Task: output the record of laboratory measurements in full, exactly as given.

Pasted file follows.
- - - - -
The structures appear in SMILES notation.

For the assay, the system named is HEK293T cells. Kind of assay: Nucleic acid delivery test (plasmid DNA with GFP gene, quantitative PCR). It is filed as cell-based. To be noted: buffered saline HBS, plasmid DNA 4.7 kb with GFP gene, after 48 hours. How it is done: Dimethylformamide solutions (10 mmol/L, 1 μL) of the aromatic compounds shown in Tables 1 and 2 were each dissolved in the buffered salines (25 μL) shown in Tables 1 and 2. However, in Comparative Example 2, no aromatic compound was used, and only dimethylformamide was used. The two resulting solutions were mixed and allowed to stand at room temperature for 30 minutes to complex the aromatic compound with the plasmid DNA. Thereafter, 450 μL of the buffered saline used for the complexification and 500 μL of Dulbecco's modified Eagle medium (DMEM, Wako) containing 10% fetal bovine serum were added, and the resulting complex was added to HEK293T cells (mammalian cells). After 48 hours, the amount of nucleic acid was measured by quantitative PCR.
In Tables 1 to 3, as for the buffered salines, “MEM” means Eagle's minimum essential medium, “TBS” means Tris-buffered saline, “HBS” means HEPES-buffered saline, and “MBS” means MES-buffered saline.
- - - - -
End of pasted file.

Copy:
The structures appear in SMILES notation.

For the assay, the system named is HEK293T cells. Kind of assay: Nucleic acid delivery test (plasmid DNA with GFP gene, quantitative PCR). It is filed as cell-based. To be noted: buffered saline HBS, plasmid DNA 4.7 kb with GFP gene, after 48 hours. How it is done: Dimethylformamide solutions (10 mmol/L, 1 μL) of the aromatic compounds shown in Tables 1 and 2 were each dissolved in the buffered salines (25 μL) shown in Tables 1 and 2. However, in Comparative Example 2, no aromatic compound was used, and only dimethylformamide was used. The two resulting solutions were mixed and allowed to stand at room temperature for 30 minutes to complex the aromatic compound with the plasmid DNA. Thereafter, 450 μL of the buffered saline used for the complexification and 500 μL of Dulbecco's modified Eagle medium (DMEM, Wako) containing 10% fetal bovine serum were added, and the resulting complex was added to HEK293T cells (mammalian cells). After 48 hours, the amount of nucleic acid was measured by quantitative PCR.
In Tables 1 to 3, as for the buffered salines, “MEM” means Eagle's minimum essential medium, “TBS” means Tris-buffered saline, “HBS” means HEPES-buffered saline, and “MBS” means MES-buffered saline.